Deafening silence


By Jenni Frazer
July 25, 2011
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The United Synagogue has a website called You and US, from which this week the aroma of sour grapes can be detected.
It reprints on the site a letter from the registrar of the London Beth Din, David Frei, in response to a news story in the previous week's JC. This contribution is headed "Silence is Golden from the JC." It has already elicited one comment from someone signing himself "Creative Genus" [sic], applauding the US's move, which was made because the JC turned the letter down for publication.
Now it is perfectly true that the US is entitled to use its own website for its own purposes. What is unfair is that the US did not tell its readers the reason the JC refused to publish Mr Frei's letter.
Our reporter had repeatedly, over a period of a week, attempted to get David Frei to talk to us in order to reflect the position of the Beth Din in a complicated story about a get.
Mr Frei was given every opportunity to speak to us, but chose not to do so. Instead, he sent a letter for publication after the story had appeared. This is called having it both ways, and the JC was not prepared to allow him this privilege.
So US members who look at its website are only getting half a story. They might want to suggest to David Frei and, indeed, members of the Beth Din, that a more direct response to a legitimate media enquiry would be far more productive than this kind of behaviour.

COMMENTS

Joe Millis

Mon, 07/25/2011 - 14:50

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As they say in Yiddish: plus ça change, plus c'est la même chose


Advis3r

Mon, 07/25/2011 - 15:18

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-2 points

Why do you consider that it is appropriate to attack Mr Frei in this way - however why should I be surprised since it is not much different from what we have come to expect from the JC. "This is called having it both ways," yes you print a story and then refuse the Beth Din a right of reply in the format it wishes to give it. Mr Frei was under no obligation to give you an interview presumably fearing in view of the complexity of the matter that it was open to misinterpretation so he provided a written response which you refused to print because he refused to tow your line. So you now attack him personally on your website. Nice!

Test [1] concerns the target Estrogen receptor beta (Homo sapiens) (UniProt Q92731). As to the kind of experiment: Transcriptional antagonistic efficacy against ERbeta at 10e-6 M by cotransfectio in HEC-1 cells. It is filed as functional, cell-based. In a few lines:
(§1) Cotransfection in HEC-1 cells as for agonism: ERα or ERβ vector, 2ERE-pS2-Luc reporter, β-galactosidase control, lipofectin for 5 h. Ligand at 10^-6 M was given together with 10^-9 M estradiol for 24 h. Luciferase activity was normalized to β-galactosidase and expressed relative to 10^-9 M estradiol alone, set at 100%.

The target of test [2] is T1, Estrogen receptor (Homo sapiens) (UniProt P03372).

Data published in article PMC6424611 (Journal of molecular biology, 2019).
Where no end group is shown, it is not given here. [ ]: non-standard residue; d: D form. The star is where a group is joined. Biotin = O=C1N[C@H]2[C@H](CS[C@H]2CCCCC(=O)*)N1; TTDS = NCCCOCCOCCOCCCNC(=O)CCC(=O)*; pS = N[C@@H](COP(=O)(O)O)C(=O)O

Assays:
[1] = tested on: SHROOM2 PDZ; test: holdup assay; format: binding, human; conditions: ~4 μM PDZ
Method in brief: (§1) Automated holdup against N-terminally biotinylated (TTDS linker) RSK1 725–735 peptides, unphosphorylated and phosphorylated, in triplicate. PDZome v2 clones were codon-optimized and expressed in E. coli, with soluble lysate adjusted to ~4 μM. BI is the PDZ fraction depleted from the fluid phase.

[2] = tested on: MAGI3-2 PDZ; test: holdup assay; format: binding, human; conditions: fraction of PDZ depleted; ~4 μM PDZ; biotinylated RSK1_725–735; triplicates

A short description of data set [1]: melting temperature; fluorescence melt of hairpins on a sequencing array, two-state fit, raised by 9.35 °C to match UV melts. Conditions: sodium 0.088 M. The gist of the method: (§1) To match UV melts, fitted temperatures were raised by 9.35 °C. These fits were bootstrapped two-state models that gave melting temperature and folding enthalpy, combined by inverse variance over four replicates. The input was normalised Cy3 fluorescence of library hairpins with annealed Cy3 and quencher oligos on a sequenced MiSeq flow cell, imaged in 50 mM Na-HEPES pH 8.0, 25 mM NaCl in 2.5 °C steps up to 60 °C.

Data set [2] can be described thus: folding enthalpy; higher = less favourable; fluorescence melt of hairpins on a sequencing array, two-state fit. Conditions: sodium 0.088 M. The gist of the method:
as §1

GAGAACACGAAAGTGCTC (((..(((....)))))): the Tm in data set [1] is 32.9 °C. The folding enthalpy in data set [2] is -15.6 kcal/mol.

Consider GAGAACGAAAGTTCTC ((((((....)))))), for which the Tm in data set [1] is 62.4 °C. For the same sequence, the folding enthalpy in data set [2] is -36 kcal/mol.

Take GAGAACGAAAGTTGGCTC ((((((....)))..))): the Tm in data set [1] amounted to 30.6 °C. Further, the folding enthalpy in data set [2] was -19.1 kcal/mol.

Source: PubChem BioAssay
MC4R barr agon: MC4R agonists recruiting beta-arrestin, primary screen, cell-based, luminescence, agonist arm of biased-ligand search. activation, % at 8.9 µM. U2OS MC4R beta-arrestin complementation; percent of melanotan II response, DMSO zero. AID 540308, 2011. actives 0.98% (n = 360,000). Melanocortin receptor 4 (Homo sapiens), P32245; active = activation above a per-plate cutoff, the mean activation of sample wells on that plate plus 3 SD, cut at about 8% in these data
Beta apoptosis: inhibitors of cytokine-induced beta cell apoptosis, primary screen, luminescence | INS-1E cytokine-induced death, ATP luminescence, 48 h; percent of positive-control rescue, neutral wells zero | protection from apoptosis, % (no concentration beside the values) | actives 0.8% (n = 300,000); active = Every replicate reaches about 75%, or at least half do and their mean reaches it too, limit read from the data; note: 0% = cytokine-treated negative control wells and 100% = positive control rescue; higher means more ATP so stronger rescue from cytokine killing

Jenni Frazer

Mon, 07/25/2011 - 15:27

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No, I am not attacking David Frei personally.
I am simply pointing out that he had every opportunity to respond at the time that the news story was being worked on, but he chose not to do so. You presume that he "feared in view of the complexity of the matter that it was open to misinterpretation." Nice presumption.
In fact, he wouldn't even come to the phone. If he had provided his written response at the time, we would have used it. He did not. That's why it's called having it both ways.
Oh, and by the way, if there were a line, he would be refusing to toe it, not tow it. But there isn't.


Advis3r

Mon, 07/25/2011 - 15:48

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-2 points

Ms Frazer have you ever noticed that "w" and "e" are next to each other on the keyboard and that I might (as I did) have made a typographical rather than a grammatical one - silly me the JC never do that do they?

"That the Beth Din somewhat hastily paid off the outstanding amount itself may be a testament to the fact that it knew it had done the wrong thing." Nice presumption.


Jenni Frazer

Mon, 07/25/2011 - 15:52

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2 points

In this case, Advis3r, please accept that I know the details, and you — since, as far as I am aware, you live in the West Bank and are not privy to the inner workings of the Beth Din and what they did and did not do with regard to this particular story — do not. Unless, of course, we are all working under a massive presumption.


JC Webmaster

Mon, 07/25/2011 - 15:54

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